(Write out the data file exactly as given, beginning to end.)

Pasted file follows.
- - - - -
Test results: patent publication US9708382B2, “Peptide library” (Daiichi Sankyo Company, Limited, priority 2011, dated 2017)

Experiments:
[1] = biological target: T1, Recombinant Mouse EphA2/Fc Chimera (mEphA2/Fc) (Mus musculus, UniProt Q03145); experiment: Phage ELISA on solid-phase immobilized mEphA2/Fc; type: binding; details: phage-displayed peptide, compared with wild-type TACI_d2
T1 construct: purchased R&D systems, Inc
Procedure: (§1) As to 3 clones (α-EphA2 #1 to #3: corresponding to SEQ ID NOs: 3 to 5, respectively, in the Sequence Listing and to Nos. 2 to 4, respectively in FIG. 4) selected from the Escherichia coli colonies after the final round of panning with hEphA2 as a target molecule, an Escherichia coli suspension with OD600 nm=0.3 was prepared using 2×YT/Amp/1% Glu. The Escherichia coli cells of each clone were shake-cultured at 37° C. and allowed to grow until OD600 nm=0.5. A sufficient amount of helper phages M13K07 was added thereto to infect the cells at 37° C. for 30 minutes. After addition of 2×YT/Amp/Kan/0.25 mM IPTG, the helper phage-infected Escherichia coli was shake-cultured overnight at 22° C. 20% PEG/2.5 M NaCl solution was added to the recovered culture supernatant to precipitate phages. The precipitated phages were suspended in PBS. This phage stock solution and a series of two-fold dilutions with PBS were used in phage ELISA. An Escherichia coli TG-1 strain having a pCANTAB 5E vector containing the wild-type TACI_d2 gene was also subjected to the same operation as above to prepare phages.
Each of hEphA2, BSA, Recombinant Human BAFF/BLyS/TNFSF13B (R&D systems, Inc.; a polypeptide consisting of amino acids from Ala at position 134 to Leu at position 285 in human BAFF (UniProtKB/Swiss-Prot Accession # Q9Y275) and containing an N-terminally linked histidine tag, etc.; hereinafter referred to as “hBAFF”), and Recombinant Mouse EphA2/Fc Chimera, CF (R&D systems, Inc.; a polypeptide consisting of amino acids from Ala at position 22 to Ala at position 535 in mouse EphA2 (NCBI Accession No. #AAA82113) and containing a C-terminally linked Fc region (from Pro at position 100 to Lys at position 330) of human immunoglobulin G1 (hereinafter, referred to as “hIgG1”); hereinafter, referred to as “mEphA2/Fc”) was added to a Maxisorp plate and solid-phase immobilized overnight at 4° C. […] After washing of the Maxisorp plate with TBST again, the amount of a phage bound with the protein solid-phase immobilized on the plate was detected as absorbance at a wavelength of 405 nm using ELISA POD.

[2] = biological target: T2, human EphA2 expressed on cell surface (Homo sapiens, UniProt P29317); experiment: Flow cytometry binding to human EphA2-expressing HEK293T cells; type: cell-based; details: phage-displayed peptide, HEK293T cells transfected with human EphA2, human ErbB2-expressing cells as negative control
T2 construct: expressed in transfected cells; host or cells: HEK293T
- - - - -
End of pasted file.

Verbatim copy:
Test results: patent publication US9708382B2, “Peptide library” (Daiichi Sankyo Company, Limited, priority 2011, dated 2017)

Experiments:
[1] = biological target: T1, Recombinant Mouse EphA2/Fc Chimera (mEphA2/Fc) (Mus musculus, UniProt Q03145); experiment: Phage ELISA on solid-phase immobilized mEphA2/Fc; type: binding; details: phage-displayed peptide, compared with wild-type TACI_d2
T1 construct: purchased R&D systems, Inc
Procedure: (§1) As to 3 clones (α-EphA2 #1 to #3: corresponding to SEQ ID NOs: 3 to 5, respectively, in the Sequence Listing and to Nos. 2 to 4, respectively in FIG. 4) selected from the Escherichia coli colonies after the final round of panning with hEphA2 as a target molecule, an Escherichia coli suspension with OD600 nm=0.3 was prepared using 2×YT/Amp/1% Glu. The Escherichia coli cells of each clone were shake-cultured at 37° C. and allowed to grow until OD600 nm=0.5. A sufficient amount of helper phages M13K07 was added thereto to infect the cells at 37° C. for 30 minutes. After addition of 2×YT/Amp/Kan/0.25 mM IPTG, the helper phage-infected Escherichia coli was shake-cultured overnight at 22° C. 20% PEG/2.5 M NaCl solution was added to the recovered culture supernatant to precipitate phages. The precipitated phages were suspended in PBS. This phage stock solution and a series of two-fold dilutions with PBS were used in phage ELISA. An Escherichia coli TG-1 strain having a pCANTAB 5E vector containing the wild-type TACI_d2 gene was also subjected to the same operation as above to prepare phages.
Each of hEphA2, BSA, Recombinant Human BAFF/BLyS/TNFSF13B (R&D systems, Inc.; a polypeptide consisting of amino acids from Ala at position 134 to Leu at position 285 in human BAFF (UniProtKB/Swiss-Prot Accession # Q9Y275) and containing an N-terminally linked histidine tag, etc.; hereinafter referred to as “hBAFF”), and Recombinant Mouse EphA2/Fc Chimera, CF (R&D systems, Inc.; a polypeptide consisting of amino acids from Ala at position 22 to Ala at position 535 in mouse EphA2 (NCBI Accession No. #AAA82113) and containing a C-terminally linked Fc region (from Pro at position 100 to Lys at position 330) of human immunoglobulin G1 (hereinafter, referred to as “hIgG1”); hereinafter, referred to as “mEphA2/Fc”) was added to a Maxisorp plate and solid-phase immobilized overnight at 4° C. […] After washing of the Maxisorp plate with TBST again, the amount of a phage bound with the protein solid-phase immobilized on the plate was detected as absorbance at a wavelength of 405 nm using ELISA POD.

[2] = biological target: T2, human EphA2 expressed on cell surface (Homo sapiens, UniProt P29317); experiment: Flow cytometry binding to human EphA2-expressing HEK293T cells; type: cell-based; details: phage-displayed peptide, HEK293T cells transfected with human EphA2, human ErbB2-expressing cells as negative control
T2 construct: expressed in transfected cells; host or cells: HEK293T